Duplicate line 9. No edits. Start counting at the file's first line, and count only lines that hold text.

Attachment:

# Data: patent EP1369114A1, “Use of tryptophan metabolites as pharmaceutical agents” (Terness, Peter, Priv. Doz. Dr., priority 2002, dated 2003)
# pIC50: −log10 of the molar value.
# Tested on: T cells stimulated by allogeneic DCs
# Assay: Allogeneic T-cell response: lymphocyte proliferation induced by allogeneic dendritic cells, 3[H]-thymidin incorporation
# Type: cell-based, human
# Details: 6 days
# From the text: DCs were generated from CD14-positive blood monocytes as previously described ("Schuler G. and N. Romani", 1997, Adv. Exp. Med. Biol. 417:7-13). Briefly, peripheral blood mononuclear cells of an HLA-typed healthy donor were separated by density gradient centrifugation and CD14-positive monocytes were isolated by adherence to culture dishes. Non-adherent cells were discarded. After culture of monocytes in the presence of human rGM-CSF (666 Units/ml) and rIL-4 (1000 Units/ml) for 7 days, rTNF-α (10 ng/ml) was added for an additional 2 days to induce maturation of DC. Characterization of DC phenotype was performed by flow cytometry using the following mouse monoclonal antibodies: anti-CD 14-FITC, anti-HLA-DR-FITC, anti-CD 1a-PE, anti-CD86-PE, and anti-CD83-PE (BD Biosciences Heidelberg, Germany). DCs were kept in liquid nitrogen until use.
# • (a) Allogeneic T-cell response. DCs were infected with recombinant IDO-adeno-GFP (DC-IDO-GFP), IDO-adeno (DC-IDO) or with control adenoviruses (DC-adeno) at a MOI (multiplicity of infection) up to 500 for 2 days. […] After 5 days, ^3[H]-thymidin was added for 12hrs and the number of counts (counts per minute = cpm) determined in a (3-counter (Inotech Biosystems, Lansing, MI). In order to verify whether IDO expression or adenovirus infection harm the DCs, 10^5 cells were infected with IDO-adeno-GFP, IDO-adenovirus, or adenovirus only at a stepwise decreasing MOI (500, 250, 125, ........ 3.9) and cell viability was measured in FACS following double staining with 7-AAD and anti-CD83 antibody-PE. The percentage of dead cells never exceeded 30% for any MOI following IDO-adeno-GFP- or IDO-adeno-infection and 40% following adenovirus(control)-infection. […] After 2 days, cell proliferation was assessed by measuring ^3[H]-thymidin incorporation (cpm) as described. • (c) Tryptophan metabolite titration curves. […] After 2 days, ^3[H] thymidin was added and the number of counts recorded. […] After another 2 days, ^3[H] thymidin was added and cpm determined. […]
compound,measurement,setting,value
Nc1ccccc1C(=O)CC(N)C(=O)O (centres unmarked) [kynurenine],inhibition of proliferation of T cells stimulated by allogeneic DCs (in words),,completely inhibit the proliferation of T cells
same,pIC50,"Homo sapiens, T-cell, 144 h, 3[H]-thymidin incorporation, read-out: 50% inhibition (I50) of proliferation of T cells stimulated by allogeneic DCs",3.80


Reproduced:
compound,measurement,setting,value